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  • Tara Crutchfield

Webb’s Candy Shop

“The fudge, there is so much touch and feel that goes into that,” said RJ Webb. “If you put it into the trough just a little too soon or a little too late, that batch is a throwaway.” Fudge and employees-turned-family keep this Davenport candy shop running strong.


Paul Webb courted Nadine Henderson since the first grade. They married in 1942. That’s when they purchased their first business, the Fountainette, in Mayville, New York.



One month later, Paul was drafted into the Army and served under General Patton with the 3rd Army anti-aircraft artillery unit in France and Germany. “When my grandpa got drafted into the war, he and my grandma opened a fountain shop that my grandma ran while my grandpa was off at the war,” said grandson RJ Webb. 


Beginning in 1946, the Fountainette started selling large lollipops known as “all-day suckers,” sometimes making 5,000 lollipops a day. As sales from all-day suckers slowed, Webb looked for other appetizing avenues to sell candy. He started making goat’s milk fudge, a richer and creamier alternative to its cow milk cousin.


In 1968, he built Webb’s Resort—the family-owned restaurant, marina, and bowling alley.


Meanwhile, in 1932, Sun Dial Tropical Sweets was founded in Davenport, FL. In 1935, local realtor C.S. Taylor purchased the company, renaming it C.S. Taylor Tropical Sweets. 


When the family relocated to Florida in the 1970s, Webb purchased C.S. Tropical Sweets and dubbed it Webb’s Citrus Candies. “My grandpa was not a golfer or a fisher, he liked to work. Business excited him,” said RJ. He also started Webb’s Coppertop Restaurant in Lake Wales in 1976. In 1985, youngest son and RJ’s father, John Webb took over the Coppertop Restaurant and now owns and operates Webb’s Citrus Candies.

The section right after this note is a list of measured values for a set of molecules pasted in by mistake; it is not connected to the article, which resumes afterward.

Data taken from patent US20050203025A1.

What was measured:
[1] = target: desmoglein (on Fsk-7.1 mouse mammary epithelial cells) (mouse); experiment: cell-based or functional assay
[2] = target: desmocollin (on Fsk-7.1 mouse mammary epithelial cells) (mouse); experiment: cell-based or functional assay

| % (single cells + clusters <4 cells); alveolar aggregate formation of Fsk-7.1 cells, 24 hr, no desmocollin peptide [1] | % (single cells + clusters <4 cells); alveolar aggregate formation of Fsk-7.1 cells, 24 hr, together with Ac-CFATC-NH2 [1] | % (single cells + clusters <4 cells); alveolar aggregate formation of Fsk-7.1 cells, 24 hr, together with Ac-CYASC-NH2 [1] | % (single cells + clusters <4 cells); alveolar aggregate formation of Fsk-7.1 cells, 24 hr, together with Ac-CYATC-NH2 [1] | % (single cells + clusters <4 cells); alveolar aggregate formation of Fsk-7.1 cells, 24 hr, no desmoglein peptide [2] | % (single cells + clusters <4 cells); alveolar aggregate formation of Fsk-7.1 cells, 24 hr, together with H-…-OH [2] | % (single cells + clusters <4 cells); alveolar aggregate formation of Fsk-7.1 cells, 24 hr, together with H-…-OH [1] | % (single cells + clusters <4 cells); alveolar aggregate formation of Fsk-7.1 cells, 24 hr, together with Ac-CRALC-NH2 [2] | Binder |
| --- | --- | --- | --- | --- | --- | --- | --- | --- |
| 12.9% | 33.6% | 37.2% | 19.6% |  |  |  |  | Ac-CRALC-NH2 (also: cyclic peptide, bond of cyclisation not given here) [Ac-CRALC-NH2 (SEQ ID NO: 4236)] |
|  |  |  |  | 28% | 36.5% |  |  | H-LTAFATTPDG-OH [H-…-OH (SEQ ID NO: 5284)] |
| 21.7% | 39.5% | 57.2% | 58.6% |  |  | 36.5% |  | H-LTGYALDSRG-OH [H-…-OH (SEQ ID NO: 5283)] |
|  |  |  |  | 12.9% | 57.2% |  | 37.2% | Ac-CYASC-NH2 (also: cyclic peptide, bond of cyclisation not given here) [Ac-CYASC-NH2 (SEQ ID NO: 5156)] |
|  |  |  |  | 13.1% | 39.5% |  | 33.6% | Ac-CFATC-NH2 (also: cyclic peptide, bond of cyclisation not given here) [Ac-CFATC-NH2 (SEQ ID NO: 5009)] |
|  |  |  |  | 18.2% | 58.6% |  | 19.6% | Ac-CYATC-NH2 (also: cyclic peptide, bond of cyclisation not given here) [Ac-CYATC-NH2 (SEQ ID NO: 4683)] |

In 1978, Webb decided to move his candy store from downtown Davenport to S.R. 27. “At the time, 27 was dead,” RJ said. “He thought that eventually this place would explode.” And he was right. 


Though Paul and Nadine Webb have passed away, Webb’s Candy Store continues as a family-owned and operated venture.


RJ and his sisters grew up working in the family business. “From the time I was old enough to play with stickers, I was pricing new inventory,” he said.


He grew up doing maintenance for the most part and always knew he wanted to go into the family business. “After my freshman year in college, I realized that no one was ever going to pay me any money to play baseball, so I got my real estate license and have been doing that since I was 20 years old,” RJ said. He assists his dad in real estate and running the family candy store.


In New York, Webb was doing goat’s milk fudge, peanut brittle, and hand-dipped chocolate. Meanwhile, Mr. Taylor was producing citrus candies down south. “When grandpa bought C.S. Taylor Tropical Sweets, he combined his recipes with Mr. Taylor’s recipes, and that’s how we have what we have today,” RJ said.


Webb’s Candy is also known for their vast selection of sugar-free sweets. “My grandpa had a huge sweet tooth. Once he got diagnosed with diabetes, he wanted to have the biggest selection of sugar-free chocolate anywhere,” said RJ.



With copper kettles dating back to 1891 and candy tables original to Sun Dial Tropical Sweets, Webb’s continues making candy magic with most of their chocolates and centers made in-house. Even their ice cream is homemade. “Our coconut ice cream has almost a cult following,” said RJ.  


But what makes Webb’s Candy special? The people. “We’ve been extremely fortunate over the years with us being a small, mom-and-pop business, with the employees that we have, they absolutely became family,” said RJ. “They take good care of us.” Many have spent a lifetime churning fudge and dipping chocolate at Webb’s.

 

 

Webb’s Candy Shop

38217 US Hwy 27, Davenport

(863) 422-1051

FB: Webb’s Candy Shop

IG @webbscandystore

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